Joel Njogu, a 22-year-old ICT major at Nairobi’s Zetech University that has a working relationship with Chinese telecoms giant Huawei, said he was convinced that working for a Chinese firm would reward him enormously in terms of income and career growth.

“My friends informed me about this jobs recruitment fair and later learnt about it on our campus social media platforms. I feel honored to engage executives from Chinese companies and I believe they value local talent,” said Njogu.

His course instructor who works for Huawei on part-time basis has been encouraging the ambitious youngster to consider attachment in a Chinese firm where he can hone skills in ICT.

More than 20 Chinese and Kenyan firms participated in the 2018 job recruitment fair held at the courtyard of the University of Nairobi to promote interaction among recent graduates and potential employers.

Wang Shuwen, a representative of KCETA, said that career fairs have become a critical platform for fostering interaction between Chinese enterprises and local youth searching for gainful employment and an opportunity to upgrade skills.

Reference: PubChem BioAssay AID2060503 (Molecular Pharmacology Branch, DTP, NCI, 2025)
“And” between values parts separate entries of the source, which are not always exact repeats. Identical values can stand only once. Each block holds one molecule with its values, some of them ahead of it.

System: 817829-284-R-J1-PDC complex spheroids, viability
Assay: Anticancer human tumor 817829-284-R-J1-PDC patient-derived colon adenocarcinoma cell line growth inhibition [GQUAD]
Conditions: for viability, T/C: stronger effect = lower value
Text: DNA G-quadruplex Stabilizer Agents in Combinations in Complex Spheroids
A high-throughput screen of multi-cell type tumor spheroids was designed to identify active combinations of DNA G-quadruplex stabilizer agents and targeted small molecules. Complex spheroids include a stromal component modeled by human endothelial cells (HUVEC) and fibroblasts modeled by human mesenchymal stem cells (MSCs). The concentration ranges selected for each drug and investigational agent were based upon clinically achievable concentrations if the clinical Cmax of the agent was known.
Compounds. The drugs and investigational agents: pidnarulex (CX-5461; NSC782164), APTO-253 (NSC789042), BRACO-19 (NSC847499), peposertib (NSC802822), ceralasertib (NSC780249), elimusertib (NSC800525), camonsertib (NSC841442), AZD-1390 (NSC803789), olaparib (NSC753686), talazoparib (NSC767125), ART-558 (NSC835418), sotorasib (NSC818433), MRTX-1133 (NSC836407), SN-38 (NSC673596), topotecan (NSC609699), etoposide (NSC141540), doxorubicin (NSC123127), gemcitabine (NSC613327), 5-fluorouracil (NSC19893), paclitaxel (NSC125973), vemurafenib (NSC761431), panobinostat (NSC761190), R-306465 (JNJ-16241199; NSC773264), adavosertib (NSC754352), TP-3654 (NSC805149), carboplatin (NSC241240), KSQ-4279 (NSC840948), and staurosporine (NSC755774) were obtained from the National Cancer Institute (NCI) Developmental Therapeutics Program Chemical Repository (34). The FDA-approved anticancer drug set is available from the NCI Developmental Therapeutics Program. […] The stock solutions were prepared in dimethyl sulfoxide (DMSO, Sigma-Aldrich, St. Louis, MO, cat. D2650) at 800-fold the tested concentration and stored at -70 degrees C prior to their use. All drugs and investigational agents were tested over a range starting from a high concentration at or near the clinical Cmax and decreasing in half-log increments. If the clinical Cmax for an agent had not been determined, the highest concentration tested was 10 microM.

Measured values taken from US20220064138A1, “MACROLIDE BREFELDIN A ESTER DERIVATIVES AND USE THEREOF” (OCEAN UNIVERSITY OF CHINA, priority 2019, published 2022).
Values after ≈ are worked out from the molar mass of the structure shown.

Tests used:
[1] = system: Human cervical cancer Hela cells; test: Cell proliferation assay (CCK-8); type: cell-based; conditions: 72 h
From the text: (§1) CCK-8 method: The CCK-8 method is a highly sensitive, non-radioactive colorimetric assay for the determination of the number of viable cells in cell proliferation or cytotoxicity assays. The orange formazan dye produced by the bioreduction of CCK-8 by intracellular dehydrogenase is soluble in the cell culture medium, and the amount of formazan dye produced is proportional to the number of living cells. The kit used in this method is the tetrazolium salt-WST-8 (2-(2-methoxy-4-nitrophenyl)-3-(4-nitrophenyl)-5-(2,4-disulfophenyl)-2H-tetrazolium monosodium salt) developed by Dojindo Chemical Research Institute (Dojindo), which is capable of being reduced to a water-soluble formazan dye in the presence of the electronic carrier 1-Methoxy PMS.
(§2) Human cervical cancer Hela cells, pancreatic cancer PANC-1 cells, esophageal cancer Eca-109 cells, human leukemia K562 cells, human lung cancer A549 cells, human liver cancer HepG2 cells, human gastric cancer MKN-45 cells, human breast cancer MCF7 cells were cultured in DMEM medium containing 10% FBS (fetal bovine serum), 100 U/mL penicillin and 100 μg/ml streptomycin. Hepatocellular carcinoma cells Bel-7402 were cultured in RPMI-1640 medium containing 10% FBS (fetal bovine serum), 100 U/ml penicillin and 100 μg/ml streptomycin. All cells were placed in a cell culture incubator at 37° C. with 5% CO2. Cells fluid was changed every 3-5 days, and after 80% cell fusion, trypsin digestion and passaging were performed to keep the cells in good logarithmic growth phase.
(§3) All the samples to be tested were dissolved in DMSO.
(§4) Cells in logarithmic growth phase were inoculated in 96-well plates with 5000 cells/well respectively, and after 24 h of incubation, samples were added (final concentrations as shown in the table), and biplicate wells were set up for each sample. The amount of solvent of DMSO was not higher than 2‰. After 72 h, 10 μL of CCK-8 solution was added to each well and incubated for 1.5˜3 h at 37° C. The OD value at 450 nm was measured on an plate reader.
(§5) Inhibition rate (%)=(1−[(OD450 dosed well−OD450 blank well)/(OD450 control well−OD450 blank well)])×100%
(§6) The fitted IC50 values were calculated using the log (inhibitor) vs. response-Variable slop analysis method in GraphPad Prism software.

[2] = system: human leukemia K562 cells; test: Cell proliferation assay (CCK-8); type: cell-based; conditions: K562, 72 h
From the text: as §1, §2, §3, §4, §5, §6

“The fair is an important step to promote employment of Kenyan graduate students,” said Wang, adding that job creation will cement Kenya-China friendship while promoting economic growth and stability.

Isaac Mbeche, deputy vice-chancellor in charge of administration and finance at the university, hailed Chinese companies for their contribution to job creation and skills development in Kenya.

The elegantly decorated exhibition stands belonging to Chinese firms captured the attention of Kenyan college graduates keen to secure employment and become self-reliant.

Julia Wambui, a 21-year-old business administration and information technology major at a private university, said the jobs fair was an inspiration to local youth in their quest to cement ties with Chinese enterprises that have established a large footprint in Kenya.

“A good number of my friends who work for Chinese companies have confided to me that they are contented and have wide latitude to enable them to climb up the career ladder,” said Wambui.

“I believe working for a Chinese firm has many benefits least of all a stable income, training opportunities and exposure,” she added.

Duncan Miranga, a 30-year-old post graduate student in project management, said that he was keen to work for Chinese companies engaged in the implementation of mega infrastructure projects in Kenya.

“I’m aware that Chinese firms prefer hiring people with multiple skills and that is one area I have been working on to boost my employment chances,” said Miranga.

“I would like to work in the construction sector where Chinese companies are strong,” Miranga added.